Coffeehouse Christianity image

Coffeehouse Christianity

On a visit to Norwich John Wesley records his displeasure at the leadership of the local Methodist preachers. He determines to ‘mend them or end them’. The cause of Wesley’s angst? What he perceives as an overfamiliar approach to worship.

Accordingly, the next evening, after sermon, I reminded them of two things: the one, that it was not decent to begin talking aloud as soon as service was ended; and hurrying to and fro, as in a bear-garden. The other, that it was a bad custom to gather into knots just after sermon, and turn a place of worship into a coffee-house. I therefore desired, that none would talk under that roof, but go quietly and silently away.

What would Wesley make of church life today? And what would we make of his threats to ‘mend or end’? The cultural gulf there is vast.

In the contemporary church it can feel as though the coffee is the main event. The area available for coffee in any venue being used by a church is a key consideration. When new church buildings are constructed no one now thinks about the need for a graveyard, but we do think very carefully about the space available for coffee. And in church buildings throughout the land, whether new builds or reconfigured ancient spaces, the highest aspiration seems to be the potential to open a coffee shop – because there is of course a terrible dearth of coffee shops on the typical British high street.

The church I pastor constructed a new building last year. Sadly there wasn’t space for a coffee shop but I sometimes fear that the most tangible legacy of my ministry will be getting rid of instant and insisting on at least drinkable filter coffee. “Some faced jeers and flogging, and even chains and imprisonment. They were put to death by stoning; they were sawn in two; they were killed by the sword…and some ensured there was a semi-decent cup of coffee available after the service.”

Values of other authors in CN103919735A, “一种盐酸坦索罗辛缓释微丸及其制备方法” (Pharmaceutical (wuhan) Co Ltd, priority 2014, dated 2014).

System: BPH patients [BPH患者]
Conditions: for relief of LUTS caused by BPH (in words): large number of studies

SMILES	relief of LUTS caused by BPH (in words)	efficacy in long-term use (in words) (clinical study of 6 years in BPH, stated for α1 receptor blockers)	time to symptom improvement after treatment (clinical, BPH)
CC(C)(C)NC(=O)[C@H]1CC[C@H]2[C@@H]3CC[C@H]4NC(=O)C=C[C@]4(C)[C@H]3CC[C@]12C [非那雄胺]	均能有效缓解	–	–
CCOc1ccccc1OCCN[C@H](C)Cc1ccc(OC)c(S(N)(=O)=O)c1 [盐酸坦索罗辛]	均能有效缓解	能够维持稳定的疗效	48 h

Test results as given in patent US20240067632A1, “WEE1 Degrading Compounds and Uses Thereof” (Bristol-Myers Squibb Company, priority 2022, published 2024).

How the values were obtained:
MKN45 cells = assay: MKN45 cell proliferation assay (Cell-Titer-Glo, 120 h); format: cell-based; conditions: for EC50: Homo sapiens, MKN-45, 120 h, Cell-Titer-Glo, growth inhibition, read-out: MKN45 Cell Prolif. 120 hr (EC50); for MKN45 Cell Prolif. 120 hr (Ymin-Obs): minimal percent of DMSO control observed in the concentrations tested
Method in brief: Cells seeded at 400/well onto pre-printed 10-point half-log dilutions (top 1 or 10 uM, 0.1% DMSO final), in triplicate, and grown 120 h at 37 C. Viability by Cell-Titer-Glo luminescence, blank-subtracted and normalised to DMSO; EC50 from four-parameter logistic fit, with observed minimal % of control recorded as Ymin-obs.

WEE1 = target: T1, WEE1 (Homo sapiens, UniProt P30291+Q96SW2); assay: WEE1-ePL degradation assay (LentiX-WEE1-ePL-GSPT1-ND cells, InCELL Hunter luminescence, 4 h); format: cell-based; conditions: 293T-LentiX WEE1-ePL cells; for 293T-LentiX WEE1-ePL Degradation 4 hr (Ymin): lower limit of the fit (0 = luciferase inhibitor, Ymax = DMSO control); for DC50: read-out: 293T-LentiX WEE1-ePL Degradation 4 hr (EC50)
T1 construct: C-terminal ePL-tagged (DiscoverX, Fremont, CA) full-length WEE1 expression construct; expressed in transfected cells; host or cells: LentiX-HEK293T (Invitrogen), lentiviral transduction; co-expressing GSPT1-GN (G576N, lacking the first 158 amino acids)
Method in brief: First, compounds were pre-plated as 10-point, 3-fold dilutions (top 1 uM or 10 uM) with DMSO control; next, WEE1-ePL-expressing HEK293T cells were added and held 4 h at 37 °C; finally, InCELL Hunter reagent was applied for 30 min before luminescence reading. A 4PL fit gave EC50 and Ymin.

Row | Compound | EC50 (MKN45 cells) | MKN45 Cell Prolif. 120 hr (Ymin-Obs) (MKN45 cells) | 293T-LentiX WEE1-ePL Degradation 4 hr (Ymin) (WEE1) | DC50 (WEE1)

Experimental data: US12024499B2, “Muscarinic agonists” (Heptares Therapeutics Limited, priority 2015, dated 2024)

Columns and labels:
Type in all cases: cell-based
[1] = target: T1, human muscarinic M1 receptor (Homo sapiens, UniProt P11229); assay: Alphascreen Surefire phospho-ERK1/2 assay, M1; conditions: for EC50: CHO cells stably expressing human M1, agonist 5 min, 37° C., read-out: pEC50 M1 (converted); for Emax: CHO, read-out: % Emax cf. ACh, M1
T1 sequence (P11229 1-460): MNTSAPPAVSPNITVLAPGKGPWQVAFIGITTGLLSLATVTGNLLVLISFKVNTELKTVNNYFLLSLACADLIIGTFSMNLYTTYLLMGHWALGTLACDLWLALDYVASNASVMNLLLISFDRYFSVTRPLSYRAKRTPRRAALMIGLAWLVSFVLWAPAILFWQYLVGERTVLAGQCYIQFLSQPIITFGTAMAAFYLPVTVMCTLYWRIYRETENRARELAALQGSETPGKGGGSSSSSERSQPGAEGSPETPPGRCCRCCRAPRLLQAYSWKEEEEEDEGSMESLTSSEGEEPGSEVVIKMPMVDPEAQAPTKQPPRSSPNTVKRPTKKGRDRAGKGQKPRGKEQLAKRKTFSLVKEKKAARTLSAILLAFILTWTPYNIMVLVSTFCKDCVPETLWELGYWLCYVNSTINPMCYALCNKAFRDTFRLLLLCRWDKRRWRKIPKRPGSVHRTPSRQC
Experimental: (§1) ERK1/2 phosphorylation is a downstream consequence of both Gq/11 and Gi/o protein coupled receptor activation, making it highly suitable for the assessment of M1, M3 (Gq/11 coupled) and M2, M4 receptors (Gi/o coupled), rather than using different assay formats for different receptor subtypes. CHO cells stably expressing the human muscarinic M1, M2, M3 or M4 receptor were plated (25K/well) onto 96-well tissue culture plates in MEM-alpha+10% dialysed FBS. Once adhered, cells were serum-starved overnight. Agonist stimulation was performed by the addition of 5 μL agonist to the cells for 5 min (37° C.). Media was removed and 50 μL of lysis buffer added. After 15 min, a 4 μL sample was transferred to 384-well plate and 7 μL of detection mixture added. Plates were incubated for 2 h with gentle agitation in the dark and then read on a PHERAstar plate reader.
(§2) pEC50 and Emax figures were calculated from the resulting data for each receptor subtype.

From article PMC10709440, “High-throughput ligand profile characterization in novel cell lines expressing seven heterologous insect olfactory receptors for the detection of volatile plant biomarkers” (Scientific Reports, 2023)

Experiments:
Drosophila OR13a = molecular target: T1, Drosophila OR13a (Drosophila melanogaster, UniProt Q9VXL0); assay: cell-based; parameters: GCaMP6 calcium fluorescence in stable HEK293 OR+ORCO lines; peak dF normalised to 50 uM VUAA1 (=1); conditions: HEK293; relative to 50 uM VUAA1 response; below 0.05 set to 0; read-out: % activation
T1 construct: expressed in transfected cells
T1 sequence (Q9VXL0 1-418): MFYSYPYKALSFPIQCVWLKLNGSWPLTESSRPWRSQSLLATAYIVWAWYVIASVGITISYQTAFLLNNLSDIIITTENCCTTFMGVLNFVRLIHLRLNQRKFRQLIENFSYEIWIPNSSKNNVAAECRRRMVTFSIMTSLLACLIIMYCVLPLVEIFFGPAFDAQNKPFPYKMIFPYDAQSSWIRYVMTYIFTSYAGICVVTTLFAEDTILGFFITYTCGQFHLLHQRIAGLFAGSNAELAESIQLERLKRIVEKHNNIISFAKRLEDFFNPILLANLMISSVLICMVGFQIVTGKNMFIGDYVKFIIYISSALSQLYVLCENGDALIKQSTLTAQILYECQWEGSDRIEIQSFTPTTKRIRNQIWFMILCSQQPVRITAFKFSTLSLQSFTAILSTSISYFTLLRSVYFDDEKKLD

What would Wesley say?

Our culture is a remarkably informal one. That has been one of the great social transformations of the past 70 years and it has of course been reflected in the church. 70 years ago a church minister would have always worn jacket and tie (as would almost all men, on almost all occasions) and probably clerical garb. And he (and it was always ‘he’) would have been addressed as Rev So-and-So, or at least Mr So-and-So. Today, my church would find it odd if I wasn’t in jeans, and even the three year-olds call me Matt. We don’t often notice this change, but it is profound.

There are benefits to informality but what Wesley’s reaction to the goings-on in Norwich helps us see is the distinction we must make between being informal and being casual. These are terms we use interchangeably (e.g., informal clothes = casual clothes) but they should be quite distinct when it comes to our worship.

To be informal in worship can be helpful: It is much easier to be expressive in worship when wearing clothes that are comfortable than when constricted in a stiff suit. By the Spirit we cry out, ‘Abba, Father!’ In worship it can be appropriate to laugh, cry and dance: I am a charismatic by conviction!

Yet we cannot afford to be casual in our approach to God. He is to be regarded with holy awe.

Probably the clearest biblical example of this distinction is found in 2 Samuel 6. Uzzah is casual towards what is most holy, reaching out to steady the ark, and in consequence is struck dead. Then, when things are done with due reverence and the ark is finally brought to Jerusalem, David dances with an informality that causes his wife to despise him.

Our worship needs to reflect something of this ‘liberated awe’. We might succeed in serving the best coffee in town, but we mustn’t settle for what is in the end merely coffeehouse Christianity. Come before Him with dancing (Ps. 150:4). And come before Him with reverence and awe (Hbs. 12:28).


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